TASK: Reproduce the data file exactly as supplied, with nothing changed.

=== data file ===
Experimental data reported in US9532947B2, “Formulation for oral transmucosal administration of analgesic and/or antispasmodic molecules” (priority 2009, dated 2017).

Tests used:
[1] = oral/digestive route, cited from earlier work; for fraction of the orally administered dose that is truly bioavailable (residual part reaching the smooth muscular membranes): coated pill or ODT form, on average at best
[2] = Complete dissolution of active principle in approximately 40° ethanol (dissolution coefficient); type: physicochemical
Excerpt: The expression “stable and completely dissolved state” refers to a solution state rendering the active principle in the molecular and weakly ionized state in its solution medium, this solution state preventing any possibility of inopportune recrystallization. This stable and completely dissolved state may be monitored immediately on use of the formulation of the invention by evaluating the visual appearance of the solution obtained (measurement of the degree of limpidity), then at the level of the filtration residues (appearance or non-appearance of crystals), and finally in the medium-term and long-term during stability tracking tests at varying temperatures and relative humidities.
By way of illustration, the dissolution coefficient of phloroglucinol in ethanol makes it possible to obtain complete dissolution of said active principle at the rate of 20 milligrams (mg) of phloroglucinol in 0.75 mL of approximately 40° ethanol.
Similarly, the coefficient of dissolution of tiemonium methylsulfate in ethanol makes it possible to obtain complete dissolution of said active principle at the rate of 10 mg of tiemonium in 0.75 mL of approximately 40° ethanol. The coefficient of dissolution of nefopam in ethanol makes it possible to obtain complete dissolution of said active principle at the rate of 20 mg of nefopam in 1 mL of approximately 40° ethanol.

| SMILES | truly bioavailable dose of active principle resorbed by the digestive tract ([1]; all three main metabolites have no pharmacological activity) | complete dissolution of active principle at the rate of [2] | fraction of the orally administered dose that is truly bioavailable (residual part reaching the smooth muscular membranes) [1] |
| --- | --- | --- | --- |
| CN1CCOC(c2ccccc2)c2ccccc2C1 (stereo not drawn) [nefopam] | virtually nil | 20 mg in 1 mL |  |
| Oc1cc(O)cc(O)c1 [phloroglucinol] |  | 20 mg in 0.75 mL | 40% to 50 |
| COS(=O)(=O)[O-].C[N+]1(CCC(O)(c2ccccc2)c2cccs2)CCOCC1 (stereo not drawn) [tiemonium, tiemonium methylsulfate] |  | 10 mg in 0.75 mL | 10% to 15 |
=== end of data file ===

Experimental data reported in US9532947B2, “Formulation for oral transmucosal administration of analgesic and/or antispasmodic molecules” (priority 2009, dated 2017).

Tests used:
[1] = oral/digestive route, cited from earlier work; for fraction of the orally administered dose that is truly bioavailable (residual part reaching the smooth muscular membranes): coated pill or ODT form, on average at best
[2] = Complete dissolution of active principle in approximately 40° ethanol (dissolution coefficient); type: physicochemical
Excerpt: The expression “stable and completely dissolved state” refers to a solution state rendering the active principle in the molecular and weakly ionized state in its solution medium, this solution state preventing any possibility of inopportune recrystallization. This stable and completely dissolved state may be monitored immediately on use of the formulation of the invention by evaluating the visual appearance of the solution obtained (measurement of the degree of limpidity), then at the level of the filtration residues (appearance or non-appearance of crystals), and finally in the medium-term and long-term during stability tracking tests at varying temperatures and relative humidities.
By way of illustration, the dissolution coefficient of phloroglucinol in ethanol makes it possible to obtain complete dissolution of said active principle at the rate of 20 milligrams (mg) of phloroglucinol in 0.75 mL of approximately 40° ethanol.
Similarly, the coefficient of dissolution of tiemonium methylsulfate in ethanol makes it possible to obtain complete dissolution of said active principle at the rate of 10 mg of tiemonium in 0.75 mL of approximately 40° ethanol. The coefficient of dissolution of nefopam in ethanol makes it possible to obtain complete dissolution of said active principle at the rate of 20 mg of nefopam in 1 mL of approximately 40° ethanol.

| SMILES | truly bioavailable dose of active principle resorbed by the digestive tract ([1]; all three main metabolites have no pharmacological activity) | complete dissolution of active principle at the rate of [2] | fraction of the orally administered dose that is truly bioavailable (residual part reaching the smooth muscular membranes) [1] |
| --- | --- | --- | --- |
| CN1CCOC(c2ccccc2)c2ccccc2C1 (stereo not drawn) [nefopam] | virtually nil | 20 mg in 1 mL |  |
| Oc1cc(O)cc(O)c1 [phloroglucinol] |  | 20 mg in 0.75 mL | 40% to 50 |
| COS(=O)(=O)[O-].C[N+]1(CCC(O)(c2ccccc2)c2cccs2)CCOCC1 (stereo not drawn) [tiemonium, tiemonium methylsulfate] |  | 10 mg in 0.75 mL | 10% to 15 |